Monthly Archives: November 2011

TRES CAFES (& SOME TAKEOUT)

I’ve spent a lot of time lately wondering if it would be possible to photograph/document every independent cafe or coffee shop in Seoul. Taking on a challenge of that scope would be painstaking and tedious and likely require a slight degree of obsession. It would have to be highly organized — notes, lists, folders, labels — in other words, the stuff of my dreams. I feel very comforted by the meticulous and methodical. I draw inspiration and creative energy from repetition and habit. If anyone could catalog the city’s cafes, it would probably be me.

And at the rate I’m going, it could happen. If you include Friday night’s chickpea salad at Cafe Sukkara, then my weekend cafe count was actually four. Dang!

Cafe latte and Dylan at MMMG, where they have the best furniture and stationery.

I tried (and loved) a new take-out place near my house. This is 참치비빔주먹밥, or (literally) “tuna mixed fist rice,” which is apparently a mouthful in any language.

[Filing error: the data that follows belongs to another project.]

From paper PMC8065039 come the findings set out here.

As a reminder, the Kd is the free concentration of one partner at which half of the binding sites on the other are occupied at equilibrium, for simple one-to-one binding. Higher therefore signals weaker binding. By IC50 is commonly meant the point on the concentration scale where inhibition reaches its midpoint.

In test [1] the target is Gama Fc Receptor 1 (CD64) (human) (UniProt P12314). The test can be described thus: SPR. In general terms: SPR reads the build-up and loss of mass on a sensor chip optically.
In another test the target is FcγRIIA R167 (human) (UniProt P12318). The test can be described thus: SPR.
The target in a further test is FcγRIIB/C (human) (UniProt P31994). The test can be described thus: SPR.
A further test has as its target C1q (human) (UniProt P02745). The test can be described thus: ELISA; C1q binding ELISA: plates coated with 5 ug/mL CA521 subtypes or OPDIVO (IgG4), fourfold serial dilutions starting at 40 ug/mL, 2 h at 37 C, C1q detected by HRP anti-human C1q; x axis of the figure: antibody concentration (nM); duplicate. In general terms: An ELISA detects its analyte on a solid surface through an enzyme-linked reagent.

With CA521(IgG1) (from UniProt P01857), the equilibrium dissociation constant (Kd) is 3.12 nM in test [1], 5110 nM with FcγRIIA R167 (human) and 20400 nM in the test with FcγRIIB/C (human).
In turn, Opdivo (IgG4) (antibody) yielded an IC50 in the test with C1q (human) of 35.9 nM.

I know I do a lot of hating on the cat and dog cafes. But sometimes you just need to be around animals, you know? It’s hard getting used to a pet-less life.

Daehangno was surprisingly sleepy on Sunday afternoon. All the small sidestreet cafes were closed, and when my friend and I found this place, we actually had to wait a minute to get a table. All three floors were filled up. I’m curious whether it’s always so popular or if it was just one of the few available coffee spots on a cold day. Regardless, it was a good refuge — a nice, cozy place to warm up, wind down, and nibble on tiramisu. A delicious dessert to finish off a delicious weekend.

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GOODBYE, FALL

Fall ’11 (fa’11 ?) has come and gone. When Seoul woke up Monday morning, it was with a collective “brrr.” It always seems to happen overnight like that.

There was something really special about this particular fall. Last year, the weather seemed to change straight from hot to cold. I remember being in my down-lined winter coat by late September. But this year, fall took its time and even seemed to linger a few extra weeks. I kept expecting the beautiful weather to end — like everyone else, I thought it was just too good to be true — but it lasted a few (glorious) months.